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|Tipo de documento:||Libro/Texto|
|Todos autores / colaboradores:||
|Descripción:||xii, 281 p. : ill. ; 24 cm.|
|Contenido:||1. Entry Barriers and Economic Welfare: Partial Equilibrium Approach --
2. Entry Barriers and Economic Welfare: General Equilibrium Approach --
3. Welfare-Improving Tax Subsidy Schemes with or without Entry Barriers --
4. Strategic R&D and Economic Welfare --
5. Taxation and Welfare with Strategic Commitment --
6. Co-operative and Non-cooperative R&D with Spillovers --
7. Entry, Commitment, and Welfare: A Synthesis --
8. Alternative Firm Objectives and Strategies --
9. Non-Symmetric Equilibria --
App. A. Exemption Systems from Anti-Monopoly Law and Other Anti-Competitive Measures in Japan: Overview and Evaluation --
App. B. Collaborative Research and Development: Economic Analysis in the Light of Japanese Experience.
In the orthodox literature on welfare economics and industrial organization, the desirability of competition in terms of social welfare, an idea which can be traced back to Adam Smith, is widely accepted, resulting in the policy-relevant belief that by increasing competition we can always improve social welfare. However, this orthodox view is challenged by another piece of conventional wisdom which is widely held among industrial policy authorities as well as people in business. According to this view, the adage 'doing to excess is as bad as not doing enough' is applicable to the welfare effects of competition as well, and government intervention for the purpose of controlling the damage caused by 'excessive competition' is proper and justified. The author examines whether promoting competition is indeed welfare-improving, or whether there exists any systematic cause for excessive competition which can be identified in the standard framework of welfare economics.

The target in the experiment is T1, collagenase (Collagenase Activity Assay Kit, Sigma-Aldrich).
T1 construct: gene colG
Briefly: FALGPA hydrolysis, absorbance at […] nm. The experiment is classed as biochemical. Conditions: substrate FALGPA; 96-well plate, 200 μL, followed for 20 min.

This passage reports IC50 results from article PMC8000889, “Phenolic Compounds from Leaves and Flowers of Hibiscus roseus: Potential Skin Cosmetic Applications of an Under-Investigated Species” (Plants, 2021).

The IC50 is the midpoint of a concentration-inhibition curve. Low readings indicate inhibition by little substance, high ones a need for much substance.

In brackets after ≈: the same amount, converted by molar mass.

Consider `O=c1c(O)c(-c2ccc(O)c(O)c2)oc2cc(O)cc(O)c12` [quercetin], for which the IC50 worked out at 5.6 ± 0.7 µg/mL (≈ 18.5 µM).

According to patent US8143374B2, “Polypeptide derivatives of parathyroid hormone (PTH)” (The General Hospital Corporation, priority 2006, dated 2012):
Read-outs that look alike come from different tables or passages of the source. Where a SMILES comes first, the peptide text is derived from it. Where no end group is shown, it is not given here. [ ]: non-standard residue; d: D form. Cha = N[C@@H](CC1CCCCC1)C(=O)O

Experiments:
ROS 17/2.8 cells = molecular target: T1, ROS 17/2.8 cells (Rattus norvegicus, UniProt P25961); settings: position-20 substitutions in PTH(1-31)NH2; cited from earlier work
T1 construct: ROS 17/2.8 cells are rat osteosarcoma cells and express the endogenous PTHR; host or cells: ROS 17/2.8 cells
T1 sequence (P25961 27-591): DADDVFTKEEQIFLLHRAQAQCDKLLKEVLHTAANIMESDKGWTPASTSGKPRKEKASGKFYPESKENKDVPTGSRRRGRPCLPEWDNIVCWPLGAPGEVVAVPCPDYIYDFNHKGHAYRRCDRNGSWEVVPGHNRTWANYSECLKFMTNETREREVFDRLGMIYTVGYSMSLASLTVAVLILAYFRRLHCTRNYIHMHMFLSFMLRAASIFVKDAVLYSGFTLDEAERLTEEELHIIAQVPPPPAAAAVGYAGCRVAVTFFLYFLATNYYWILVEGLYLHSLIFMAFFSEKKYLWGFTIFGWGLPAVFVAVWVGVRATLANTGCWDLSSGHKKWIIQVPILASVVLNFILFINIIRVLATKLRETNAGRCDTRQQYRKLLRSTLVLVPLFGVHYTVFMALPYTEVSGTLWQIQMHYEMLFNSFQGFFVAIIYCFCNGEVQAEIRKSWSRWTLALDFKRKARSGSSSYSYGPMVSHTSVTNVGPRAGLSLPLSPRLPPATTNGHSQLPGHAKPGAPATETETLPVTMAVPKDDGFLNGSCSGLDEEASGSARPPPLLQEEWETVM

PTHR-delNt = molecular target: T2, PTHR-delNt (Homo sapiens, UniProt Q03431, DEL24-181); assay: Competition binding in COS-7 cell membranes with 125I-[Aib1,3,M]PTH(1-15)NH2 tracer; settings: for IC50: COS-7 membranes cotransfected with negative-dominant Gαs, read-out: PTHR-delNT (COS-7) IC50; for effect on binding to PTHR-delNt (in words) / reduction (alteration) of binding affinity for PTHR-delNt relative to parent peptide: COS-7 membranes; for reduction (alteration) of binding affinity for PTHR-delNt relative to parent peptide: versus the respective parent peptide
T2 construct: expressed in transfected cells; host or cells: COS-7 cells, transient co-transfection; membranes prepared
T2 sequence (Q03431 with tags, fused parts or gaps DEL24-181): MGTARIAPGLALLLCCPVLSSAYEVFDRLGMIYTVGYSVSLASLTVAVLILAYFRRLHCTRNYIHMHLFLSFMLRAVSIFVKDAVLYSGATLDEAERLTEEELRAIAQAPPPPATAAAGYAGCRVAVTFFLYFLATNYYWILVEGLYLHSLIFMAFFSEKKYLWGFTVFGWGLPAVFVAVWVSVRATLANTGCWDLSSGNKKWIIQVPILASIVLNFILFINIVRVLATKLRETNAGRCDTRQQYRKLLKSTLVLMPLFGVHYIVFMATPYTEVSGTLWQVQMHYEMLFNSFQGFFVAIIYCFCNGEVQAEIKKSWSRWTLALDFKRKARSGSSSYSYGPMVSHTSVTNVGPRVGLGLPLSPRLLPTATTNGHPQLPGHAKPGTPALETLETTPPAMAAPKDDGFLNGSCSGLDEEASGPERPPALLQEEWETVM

Two questions are posed in looking at these issues: Can competition ever be excessive in the welfare-theoretic sense? Can policy intervention in the name of keeping excessive competition under control be justified? Starting from an elementary model of oligopoly and introducing several complexities step by step, the author shows that, for a wide class of situations where economies of scale prevail, competition can certainly be excessive in the welfare-theoretic sense, but that regulation of competition may cause serious distortions of its own. The latter distortions, he argues, should be weighed against market distortions arising from excessive competition before prescribing a policy mix of competition and regulation. Those who are interested in the proper role of industrial and competition policies in the market economics will find these theoretical results both illuminating and suggestive.
- Industrial policy.
- Free trade.
- Welfare economics.
- Industries -- Competition -- Policies -- Of -- Government
- Industria y estado
- Libre cambio y protección
- Economía del bienestar
- Industriële organisatie.